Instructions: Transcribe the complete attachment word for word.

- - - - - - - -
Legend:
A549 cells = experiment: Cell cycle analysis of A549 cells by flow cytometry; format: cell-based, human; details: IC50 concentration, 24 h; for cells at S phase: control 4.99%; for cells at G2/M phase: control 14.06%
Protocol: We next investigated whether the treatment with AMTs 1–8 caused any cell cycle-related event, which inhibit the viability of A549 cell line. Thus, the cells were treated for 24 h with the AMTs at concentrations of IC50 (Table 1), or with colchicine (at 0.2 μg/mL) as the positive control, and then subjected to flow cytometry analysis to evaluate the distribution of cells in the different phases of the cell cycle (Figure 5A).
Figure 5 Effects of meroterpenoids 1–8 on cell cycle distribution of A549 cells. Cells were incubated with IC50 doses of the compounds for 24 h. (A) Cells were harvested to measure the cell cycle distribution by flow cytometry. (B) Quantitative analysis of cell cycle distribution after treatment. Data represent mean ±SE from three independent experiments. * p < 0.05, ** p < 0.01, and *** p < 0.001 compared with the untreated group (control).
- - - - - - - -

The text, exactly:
Legend:
A549 cells = experiment: Cell cycle analysis of A549 cells by flow cytometry; format: cell-based, human; details: IC50 concentration, 24 h; for cells at S phase: control 4.99%; for cells at G2/M phase: control 14.06%
Protocol: We next investigated whether the treatment with AMTs 1–8 caused any cell cycle-related event, which inhibit the viability of A549 cell line. Thus, the cells were treated for 24 h with the AMTs at concentrations of IC50 (Table 1), or with colchicine (at 0.2 μg/mL) as the positive control, and then subjected to flow cytometry analysis to evaluate the distribution of cells in the different phases of the cell cycle (Figure 5A).
Figure 5 Effects of meroterpenoids 1–8 on cell cycle distribution of A549 cells. Cells were incubated with IC50 doses of the compounds for 24 h. (A) Cells were harvested to measure the cell cycle distribution by flow cytometry. (B) Quantitative analysis of cell cycle distribution after treatment. Data represent mean ±SE from three independent experiments. * p < 0.05, ** p < 0.01, and *** p < 0.001 compared with the untreated group (control).